Mostly taxpayers, not the banks.
By Wolf Richter for WOLF STREET.
Mortgage balances ballooned because home prices ballooned in recent years, requiring more debt to finance the same home, and so mortgage balances in Q4 rose 2.2%, or by $253 billion, from the prior quarter, and by 9%, or by $1 trillion, from a year earlier, even as home sales volume plunged by 34% in Q4. Mortgage balances now reached $11.9 trillion.
Over the three-year period that covers the Fed’s pandemic-era money-printing binge and interest-rate repression, mortgage balances exploded by 25%, according to the New York Fed’s data on household credit. Over the same period, the median home price ballooned by 34%, according to the National Association of Realtors, even after the 11% drop from the peak in June 2022.
The chart also shows mortgage debt as a percent of disposable income (green), a measure of the aggregate burden of this mortgage debt on households. It shows why the Housing Bust in 2005-2012 was such a mess, and it also shows one of the reasons the same kind of mortgage crisis is now unlikely. But the home-price inflation since 2020 has started leaving its mark on the ratio – after the pandemic monies stopped inflating disposable income:
Balances of Home Equity Lines of Credit (HELOC) finally ticked up visibly for the first time in years. We’ve been expecting this uptick for a while because cash-out refis stopped making sense when mortgage rates shot higher in 2022. You don’t want to refinance an entire 3% $500,000 mortgage with a 6% $600,000 mortgage. Talk about payment shock! But you could keep the original 3% mortgage and add a 6% HELOC for $100,000, and that would be more manageable.
HELOCs are one of the classic ways to use home equity as an ATM. But cash-out refis at ultra-low interest rates nearly killed the HELOC business. And now it’s coming back in baby steps.
HELOC balances, after creeping along at very low levels since early 2021, rose by 5.0% in Q4 from Q3, or by $16 billion, to $340 billion.
Mortgage and HELOC delinquencies have inched up from historic lows but remain very low.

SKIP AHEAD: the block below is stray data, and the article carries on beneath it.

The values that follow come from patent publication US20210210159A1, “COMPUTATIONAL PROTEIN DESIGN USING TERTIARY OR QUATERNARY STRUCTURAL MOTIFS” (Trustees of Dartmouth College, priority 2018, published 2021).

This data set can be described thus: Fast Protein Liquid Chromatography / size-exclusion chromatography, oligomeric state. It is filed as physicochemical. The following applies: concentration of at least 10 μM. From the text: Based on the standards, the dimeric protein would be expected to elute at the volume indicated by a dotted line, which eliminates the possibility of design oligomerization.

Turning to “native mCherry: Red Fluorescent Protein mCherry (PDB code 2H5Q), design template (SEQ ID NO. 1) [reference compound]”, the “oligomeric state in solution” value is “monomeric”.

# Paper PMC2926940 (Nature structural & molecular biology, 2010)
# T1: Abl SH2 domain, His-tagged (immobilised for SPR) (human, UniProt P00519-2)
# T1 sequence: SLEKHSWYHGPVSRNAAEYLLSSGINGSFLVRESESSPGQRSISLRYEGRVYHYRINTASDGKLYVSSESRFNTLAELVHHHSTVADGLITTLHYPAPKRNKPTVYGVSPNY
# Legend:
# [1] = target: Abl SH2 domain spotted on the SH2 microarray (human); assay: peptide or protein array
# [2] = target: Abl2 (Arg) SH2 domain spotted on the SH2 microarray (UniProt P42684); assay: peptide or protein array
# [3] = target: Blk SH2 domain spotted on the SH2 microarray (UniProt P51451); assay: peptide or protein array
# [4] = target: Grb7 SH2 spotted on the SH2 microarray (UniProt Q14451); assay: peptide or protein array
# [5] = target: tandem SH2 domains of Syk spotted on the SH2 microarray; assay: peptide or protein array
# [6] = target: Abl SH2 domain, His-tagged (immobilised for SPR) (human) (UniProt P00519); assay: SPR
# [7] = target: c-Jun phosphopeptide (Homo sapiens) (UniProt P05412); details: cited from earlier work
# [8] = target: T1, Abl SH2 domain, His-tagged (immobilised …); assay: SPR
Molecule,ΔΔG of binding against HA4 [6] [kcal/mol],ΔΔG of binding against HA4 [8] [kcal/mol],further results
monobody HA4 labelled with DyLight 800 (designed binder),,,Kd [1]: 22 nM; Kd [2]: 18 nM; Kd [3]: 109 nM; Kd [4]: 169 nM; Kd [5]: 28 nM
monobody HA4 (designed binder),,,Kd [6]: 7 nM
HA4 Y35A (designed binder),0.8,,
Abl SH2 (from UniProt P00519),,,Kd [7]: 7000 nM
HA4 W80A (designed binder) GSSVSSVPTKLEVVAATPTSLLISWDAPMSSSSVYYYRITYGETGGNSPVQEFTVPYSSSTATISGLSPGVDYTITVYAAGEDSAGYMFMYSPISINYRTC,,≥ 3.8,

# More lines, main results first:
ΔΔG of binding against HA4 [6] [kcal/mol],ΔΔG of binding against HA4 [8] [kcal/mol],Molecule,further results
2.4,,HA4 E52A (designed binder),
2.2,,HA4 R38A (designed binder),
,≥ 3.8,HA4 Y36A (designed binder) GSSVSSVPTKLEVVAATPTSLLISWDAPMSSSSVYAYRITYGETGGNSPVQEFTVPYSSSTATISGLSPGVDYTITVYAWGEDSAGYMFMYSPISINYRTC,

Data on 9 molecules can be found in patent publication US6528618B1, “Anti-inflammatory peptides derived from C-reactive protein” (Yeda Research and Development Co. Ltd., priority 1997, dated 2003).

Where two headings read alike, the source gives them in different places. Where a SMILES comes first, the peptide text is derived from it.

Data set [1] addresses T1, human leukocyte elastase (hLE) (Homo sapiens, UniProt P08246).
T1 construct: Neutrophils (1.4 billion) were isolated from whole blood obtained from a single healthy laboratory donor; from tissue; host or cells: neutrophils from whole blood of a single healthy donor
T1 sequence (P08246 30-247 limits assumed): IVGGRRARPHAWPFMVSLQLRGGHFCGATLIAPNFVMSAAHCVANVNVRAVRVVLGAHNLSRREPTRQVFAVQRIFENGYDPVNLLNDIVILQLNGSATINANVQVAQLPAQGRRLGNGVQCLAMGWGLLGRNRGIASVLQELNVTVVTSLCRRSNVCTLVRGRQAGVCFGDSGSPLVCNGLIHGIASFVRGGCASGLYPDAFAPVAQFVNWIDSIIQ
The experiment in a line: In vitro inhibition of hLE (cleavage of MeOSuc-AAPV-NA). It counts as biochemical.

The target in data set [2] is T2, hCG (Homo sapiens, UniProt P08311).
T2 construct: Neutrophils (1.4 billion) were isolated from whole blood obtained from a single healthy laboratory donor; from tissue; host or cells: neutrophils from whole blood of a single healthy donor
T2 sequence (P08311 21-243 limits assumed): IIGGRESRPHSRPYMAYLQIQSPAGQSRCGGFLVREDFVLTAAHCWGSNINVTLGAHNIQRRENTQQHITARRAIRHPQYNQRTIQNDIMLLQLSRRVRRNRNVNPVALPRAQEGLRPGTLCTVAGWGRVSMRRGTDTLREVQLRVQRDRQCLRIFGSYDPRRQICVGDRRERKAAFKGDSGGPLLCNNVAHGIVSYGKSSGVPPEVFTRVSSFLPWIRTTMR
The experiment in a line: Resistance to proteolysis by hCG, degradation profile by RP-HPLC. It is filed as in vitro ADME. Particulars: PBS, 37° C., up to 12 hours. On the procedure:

For mortgages, the 30-day-plus delinquency rate – the rate of borrowers who newly transition into delinquency – ticked up for the third month in a row to 2.3% (red line in the chart below), which was still below any pre-pandemic low in the data going back to 2003.
During the Good Times before Housing Bust 1, in 2005, the delinquency rate bottomed out at 4.6%. During the Good Times before the pandemic, the delinquency rate bottomed out at 3.4%.
The 30-plus-days delinquency rate of HELOCs ticked down for the second month in a row, to 2.0%, right in line with the Good Times:
Balances that transitioned into serious delinquency (90-plus days delinquent) of mortgages and HELOCs remained near historic lows. For mortgages, the 90-plus delinquency rate ticked up to 0.43%, the second-lowest in the data, just above the 0.37% in Q3. During the Good Times, the serious delinquency rate ran at about 1%, and it headed to 9% during the Bad Times.
For HELOCs, seriously delinquent balances dipped in Q4 to 0.9%:
Foreclosures have ticked up from historic lows but remain near historic lows. In Q4, the number of consumers with foreclosures edged up to 34,280, just below Q2.
During the Good Times before the pandemic, there were about 70,000 consumers with foreclosures, more than double the current number. During the Good Times before 2006, at the low point, there were about 150,000 consumers with foreclosures, over four times the current number.
Foreclosures should eventually return to the Good Times normal, they would have to double to get there, which would be normal. But so far, that hasn’t happened yet.
The Fed can let the Housing Bust rip.
The Financial Crisis, which was triggered by the Mortgage Crisis, put the entire US banking system, and thereby the global banking system, at risk, and a big mess ensued. This was kind of a special event.
There may be other special events coming at the US financial system, but it’s unlikely to come from mortgages. This data here tells us that. And the way the mortgage market has been changed since the Financial Crisis also tells us that – because now it’s the taxpayer that is on the hook for much of the mortgage debt, and nearly all of the risky mortgage debt, and not the banks.
The classic consequences on mortgages and mortgage holders that come with a housing bust will therefore remain in the classic range for the private sector – and not enter into the Financial Crisis bloodbath range.
The biggest part of the damage will be absorbed by taxpayers because they’ve been shanghaied into guaranteeing the majority of mortgages that have been securitized into MBS, and into guaranteeing subprime mortgages, and low-down-payment mortgages (via FHA, VA, etc.), and no one cares about the taxpayer anymore, not even the taxpayers themselves.
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